Since the Company operates in the Atacama Desert and water is an indispensable resource in its production processes, it must be used rationally.
Accordingly, SQM abides by applicable regulations in using all water rights held by the Company, as mandated by its Sustainable Development Policy.
SQM regularly informs authorities of the water consumption in its production processes and considers new ways of more efficiently utilizing water by evaluating each facility’s water management indicators on a yearly basis.
The measures implemented include reincorporating all water treated in SQM sewage treatment plants into its production processes. Water extracted for production undergoes a thorough prior analysis to prevent damage to important environmental variables (e.g. vegetation, flora and fauna) in aquifers and surface water sources where the Company has water rights.
In order to responsibly manage solid and liquid hazardous and non-hazardous waste, all SQM facilities have specially equipped, approved storage and disposal sites for hazardous and non-hazardous industrial waste as well as temporary storage sites. The Company applies authorized hazardous waste management plans at all of its facilities. Each of these plans requires the use of authorized transport and recipients to treat and dispose of all types of waste. Compliance with these plans is verified using ongoing internal environmental audits, which are intended to guarantee proper waste handling from generation to final disposal.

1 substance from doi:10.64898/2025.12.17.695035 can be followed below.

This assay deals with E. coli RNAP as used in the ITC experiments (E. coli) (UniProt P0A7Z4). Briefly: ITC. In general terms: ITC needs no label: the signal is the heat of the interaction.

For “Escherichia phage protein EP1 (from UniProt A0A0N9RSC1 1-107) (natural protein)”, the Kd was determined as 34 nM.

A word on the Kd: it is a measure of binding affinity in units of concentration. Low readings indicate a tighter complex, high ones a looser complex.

More than 50% of hazardous waste generated by the Company is reutilized by an external company that uses it as alternative fuel. Employees play a key role in properly handling and classifying waste, which is why the Company makes a considerable effort to train them how to classify and segregate waste, and how to properly dispose of waste in designated facilities provided by the Company to ensure hazardous waste is appropriately managed.
Domestic liquid waste from the Company’s industrial and camp accommodation facilities is treated at authorized water treatment plants near each facility. Effluents emitted from these plants comply with applicable regulations and are reutilized in production processes. Domestic liquid waste from our offices in Antofagasta and Tocopilla is disposed of in the public sewer system and, therefore, no dumping occurs. The treatment plants are maintained and monitored by specialized service providers.